Kuberenetes has been a driving force behind a lot of new APIs looking very similar, even if they aren't resources that will be handled by Kubernete's apiserver. Under all of that is the kubernetes resource model (KRM): as an end user the most observable effect is that every resource has the same metadata config, but there are more semantics that are expected of implementations, which all tie in to a consistent experience.
ClickOps: click through every vendor provided ui to configure things. Usually fast and easy, setting sensible defaults for a lot of things, but ultimately not very reproducible or scalable.
Infrastructure as Code (IaC): some enterprising sysadmins wrote some bash/python/something else to automate their job, and now we need a trendy phrase to get everyone to adopt it, or at the very least the mindset. At the very basic level: I don't care how you do it, just record it as code, preferably in a git repo somewhere so someone down the line can figure out what happened.
Configuration as Data (CaD): With a giant pile of code to represent your giant pile of infrastructure, you realise the situation is untenable. Full blown programming languages are complicated, and some bored programmer is going to stuff in more complexity. Linting, static analysis and refactoring tools will only get you so far without executing the code, and good luck executing it in your mind as you try to read it. Instead we go declarative, declaring our desired state for other components to reconcile. We will instead codegen our way out of duplication, with the added benefit that there's a shared, typed model that many tools can understand and be chained together in.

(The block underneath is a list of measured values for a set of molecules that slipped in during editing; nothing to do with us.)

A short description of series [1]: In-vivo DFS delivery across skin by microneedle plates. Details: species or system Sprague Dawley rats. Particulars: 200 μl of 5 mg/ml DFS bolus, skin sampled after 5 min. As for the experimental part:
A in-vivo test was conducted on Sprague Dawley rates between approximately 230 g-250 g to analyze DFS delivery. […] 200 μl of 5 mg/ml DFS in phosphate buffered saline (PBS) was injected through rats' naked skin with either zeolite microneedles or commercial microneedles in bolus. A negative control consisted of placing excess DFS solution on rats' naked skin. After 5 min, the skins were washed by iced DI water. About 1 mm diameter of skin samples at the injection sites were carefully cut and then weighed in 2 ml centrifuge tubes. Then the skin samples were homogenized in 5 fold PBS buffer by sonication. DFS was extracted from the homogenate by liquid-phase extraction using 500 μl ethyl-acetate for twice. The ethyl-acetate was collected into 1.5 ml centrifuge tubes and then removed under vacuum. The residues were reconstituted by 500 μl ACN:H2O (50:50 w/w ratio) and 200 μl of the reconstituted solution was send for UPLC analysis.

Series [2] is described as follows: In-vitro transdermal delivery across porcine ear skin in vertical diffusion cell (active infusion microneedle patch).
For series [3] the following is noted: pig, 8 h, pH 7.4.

In a typical flow chart
a -> b -> c,
the left is where things start,
and a shift left means to do things earlier in the process.
With CaD, this gives a more direct mapping between "thing you wrote/generated/reviewed"
and "thing that infrastructure automation tries to create/manage/destroy".
Less room for interpretation, less runtime magic.